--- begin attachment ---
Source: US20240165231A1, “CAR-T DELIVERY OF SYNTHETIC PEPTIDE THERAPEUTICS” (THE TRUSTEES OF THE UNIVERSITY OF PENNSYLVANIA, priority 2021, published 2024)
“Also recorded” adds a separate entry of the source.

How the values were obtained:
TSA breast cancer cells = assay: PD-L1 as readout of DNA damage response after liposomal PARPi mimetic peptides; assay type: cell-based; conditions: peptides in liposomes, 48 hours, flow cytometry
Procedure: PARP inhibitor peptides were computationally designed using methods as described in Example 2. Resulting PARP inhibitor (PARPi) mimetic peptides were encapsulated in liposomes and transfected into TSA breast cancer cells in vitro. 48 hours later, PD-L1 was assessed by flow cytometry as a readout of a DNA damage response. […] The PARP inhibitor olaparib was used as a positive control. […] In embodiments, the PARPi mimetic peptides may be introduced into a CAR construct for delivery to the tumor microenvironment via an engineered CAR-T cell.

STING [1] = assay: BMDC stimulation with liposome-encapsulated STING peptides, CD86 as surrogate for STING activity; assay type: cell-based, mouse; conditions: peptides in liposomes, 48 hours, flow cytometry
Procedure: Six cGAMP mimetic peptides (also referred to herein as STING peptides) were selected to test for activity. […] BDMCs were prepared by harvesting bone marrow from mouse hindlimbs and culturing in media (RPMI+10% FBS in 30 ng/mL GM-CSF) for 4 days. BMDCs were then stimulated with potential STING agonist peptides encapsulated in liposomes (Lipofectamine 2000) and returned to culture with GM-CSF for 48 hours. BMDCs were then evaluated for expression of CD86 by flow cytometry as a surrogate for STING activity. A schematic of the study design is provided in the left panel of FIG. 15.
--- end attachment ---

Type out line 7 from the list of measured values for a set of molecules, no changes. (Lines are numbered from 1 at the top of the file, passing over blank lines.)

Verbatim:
Procedure: Six cGAMP mimetic peptides (also referred to herein as STING peptides) were selected to test for activity. […] BDMCs were prepared by harvesting bone marrow from mouse hindlimbs and culturing in media (RPMI+10% FBS in 30 ng/mL GM-CSF) for 4 days. BMDCs were then stimulated with potential STING agonist peptides encapsulated in liposomes (Lipofectamine 2000) and returned to culture with GM-CSF for 48 hours. BMDCs were then evaluated for expression of CD86 by flow cytometry as a surrogate for STING activity. A schematic of the study design is provided in the left panel of FIG. 15.